Make Industry-Specific Details Clear to the Jury

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One of the most difficult types of trials that I’ve wrestled with is what I refer to as the “Insidery Trial”.  What do I mean by the “Insidery Trial”? It’s a trial where documentary evidence or testamentary evidence involves industry or company specific details that have the potential to be overwhelming or confusing to jurors.

For instance, in a case involving a corporation where forms and documents use acronyms abbreviations like ACC, DVT, QTR, ARP, BDC, etc., and which terms show up regularly in testimony or documents, attorneys trying this case may have difficulty getting jurors to follow the evidence. Another example would be a trial where the subculture of a corporation is based on industry norms not fully understood by jurors.  Attorneys who gloss over the industry insider aspects of the case are headed for trouble.

Making the details clear will help jurors follow the case.

So what can you do if your case involves these sort of esoteric details or the requirements that jurors understand a special industry or corporate subculture? Here are five useful strategies:

  •  Make a key chart.  In cases involving the repeated use of abbreviations and acronyms, consider stipulating with your opposing counsel to a key published to the jury throughout the trial presentation on a large chart displayed. If your opposing counsel won’t stipulate to such a key chart, consider asking the court in a pretrial motion to approve the use of the chart.
  • Rewrite a document.  This is one of my favorite trial presentation strategies to use when you’re faced with documents containing multiple abbreviations or acronyms — including emails and correspondence. Because of the potentially confusing nature of the documents, asked the court if it would be all right if you rewrote the text on a separate sheet of paper and simply changed the abbreviations or acronyms into their full form, and then attached the text behind the original document.  Ordinarily, I have found that the court will agree with this suggestion, as long as you are replicating the text exactly in every other respect. Judges don’t want jurors to be confused.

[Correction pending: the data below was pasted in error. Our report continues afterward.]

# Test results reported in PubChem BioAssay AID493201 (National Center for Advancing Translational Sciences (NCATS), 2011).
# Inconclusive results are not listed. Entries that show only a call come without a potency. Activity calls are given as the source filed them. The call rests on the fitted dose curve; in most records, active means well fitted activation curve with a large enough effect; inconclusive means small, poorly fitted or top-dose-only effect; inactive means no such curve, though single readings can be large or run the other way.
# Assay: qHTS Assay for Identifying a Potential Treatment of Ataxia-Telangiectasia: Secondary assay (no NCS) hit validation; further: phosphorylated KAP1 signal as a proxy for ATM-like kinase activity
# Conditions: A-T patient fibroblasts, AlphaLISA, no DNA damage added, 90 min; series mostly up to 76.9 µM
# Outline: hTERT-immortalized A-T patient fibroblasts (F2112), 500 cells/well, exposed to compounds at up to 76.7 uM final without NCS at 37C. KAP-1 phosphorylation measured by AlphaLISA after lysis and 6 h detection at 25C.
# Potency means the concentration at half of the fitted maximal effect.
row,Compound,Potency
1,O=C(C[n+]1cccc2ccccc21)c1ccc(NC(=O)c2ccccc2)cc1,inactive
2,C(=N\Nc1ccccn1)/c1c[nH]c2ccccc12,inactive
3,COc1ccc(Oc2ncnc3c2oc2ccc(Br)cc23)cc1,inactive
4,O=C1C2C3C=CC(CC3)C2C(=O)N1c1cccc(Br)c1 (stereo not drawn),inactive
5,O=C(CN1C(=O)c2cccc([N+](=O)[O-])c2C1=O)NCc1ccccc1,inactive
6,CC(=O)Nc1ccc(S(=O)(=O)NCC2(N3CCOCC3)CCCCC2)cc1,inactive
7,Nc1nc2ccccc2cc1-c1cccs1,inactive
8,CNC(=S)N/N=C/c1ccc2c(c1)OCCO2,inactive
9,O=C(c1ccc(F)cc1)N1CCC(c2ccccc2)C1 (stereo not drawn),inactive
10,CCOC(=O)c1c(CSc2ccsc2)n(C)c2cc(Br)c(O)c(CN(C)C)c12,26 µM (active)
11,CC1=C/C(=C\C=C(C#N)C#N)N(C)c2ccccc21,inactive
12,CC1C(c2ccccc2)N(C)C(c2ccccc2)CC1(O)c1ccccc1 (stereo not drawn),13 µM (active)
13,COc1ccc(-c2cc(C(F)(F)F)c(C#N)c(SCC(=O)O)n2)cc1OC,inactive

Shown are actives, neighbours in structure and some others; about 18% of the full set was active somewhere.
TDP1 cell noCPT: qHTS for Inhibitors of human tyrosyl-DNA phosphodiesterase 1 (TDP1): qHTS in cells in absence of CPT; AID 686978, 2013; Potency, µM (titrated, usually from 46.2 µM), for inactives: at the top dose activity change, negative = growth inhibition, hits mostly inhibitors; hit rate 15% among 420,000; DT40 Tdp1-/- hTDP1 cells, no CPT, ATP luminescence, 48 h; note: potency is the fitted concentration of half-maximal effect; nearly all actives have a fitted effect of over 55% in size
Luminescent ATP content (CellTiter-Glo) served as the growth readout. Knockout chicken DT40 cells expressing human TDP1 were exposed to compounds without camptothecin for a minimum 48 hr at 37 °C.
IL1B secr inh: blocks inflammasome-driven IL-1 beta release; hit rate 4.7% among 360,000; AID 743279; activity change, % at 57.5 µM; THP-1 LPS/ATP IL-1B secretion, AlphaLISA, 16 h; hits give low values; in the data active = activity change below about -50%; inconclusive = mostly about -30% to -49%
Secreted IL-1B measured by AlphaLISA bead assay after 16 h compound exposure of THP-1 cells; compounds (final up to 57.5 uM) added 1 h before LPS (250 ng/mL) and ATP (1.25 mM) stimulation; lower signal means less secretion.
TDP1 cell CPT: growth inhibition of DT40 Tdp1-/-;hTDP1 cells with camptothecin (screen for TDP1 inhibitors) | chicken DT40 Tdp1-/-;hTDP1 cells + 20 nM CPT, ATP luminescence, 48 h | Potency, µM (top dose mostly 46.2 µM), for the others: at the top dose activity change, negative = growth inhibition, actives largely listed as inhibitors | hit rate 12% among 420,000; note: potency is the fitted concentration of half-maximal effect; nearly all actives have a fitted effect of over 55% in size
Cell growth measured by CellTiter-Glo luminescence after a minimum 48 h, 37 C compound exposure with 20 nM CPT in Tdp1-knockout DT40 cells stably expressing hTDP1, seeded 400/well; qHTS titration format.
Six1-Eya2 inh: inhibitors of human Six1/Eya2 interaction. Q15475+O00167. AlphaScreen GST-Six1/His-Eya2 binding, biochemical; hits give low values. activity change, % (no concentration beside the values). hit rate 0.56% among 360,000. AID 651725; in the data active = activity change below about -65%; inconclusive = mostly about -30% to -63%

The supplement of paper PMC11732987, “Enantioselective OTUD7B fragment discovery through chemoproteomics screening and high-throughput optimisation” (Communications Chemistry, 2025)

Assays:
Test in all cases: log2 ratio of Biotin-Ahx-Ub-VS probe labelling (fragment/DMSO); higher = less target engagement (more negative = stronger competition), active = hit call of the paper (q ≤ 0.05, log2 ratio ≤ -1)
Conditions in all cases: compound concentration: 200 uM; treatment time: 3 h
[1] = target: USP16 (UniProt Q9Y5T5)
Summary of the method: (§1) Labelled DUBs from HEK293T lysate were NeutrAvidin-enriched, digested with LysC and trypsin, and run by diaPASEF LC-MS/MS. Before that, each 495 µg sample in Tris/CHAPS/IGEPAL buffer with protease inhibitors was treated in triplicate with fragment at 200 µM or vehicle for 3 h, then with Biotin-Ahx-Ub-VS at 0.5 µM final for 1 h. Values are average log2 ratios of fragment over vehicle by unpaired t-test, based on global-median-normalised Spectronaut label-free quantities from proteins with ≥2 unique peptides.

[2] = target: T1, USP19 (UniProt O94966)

• Slow Down, Stop and Articulate.  In the event that the case contains confusing terms or abbreviations, each time you get to one of these terms during your trial presentation make an effort to slow down or stop and articulate the term while looking at jury. The goal is to get the jury to put these terms in their notes and to let them understand that you are there to help them in their task of gathering and piecing together information.
  • Use an expert witness.  In cases involving an industry where the background or corporate subculture is vital for the jury to understand, during your trial presentation consider tendering an expert on this industry background. These experts can be especially useful in cases involving operational rules or standard procedures in a particular industry, and which details are crucial to the determination of the case.

And the most important strategy of all…

  •  Prepare your jurors  At the start of the trial, make sure that the jurors know that the case will be filled with terms they might not immediately understand. You might introduce the terms to the jury in the Opening Statement.  Reassure the jurors that it is your job to help them understand, and explain in advance how you will be doing this (e,g. with a key chart, introducing an expert). Simply by highlighting this potentially confusing aspect of the trial, you’ll be putting the jurors on notice so that they are better prepared to receive the information when it’s conveyed to them.

Use these strategies, and a trial that might ordinarily be insidery and confusing to jurors will now be more comprehensible.  By eliminating confusing details or corporate jargon, you can focus the jurors more on the essential aspects of your case and a verdict for your client. That’s a winning strategy!

 

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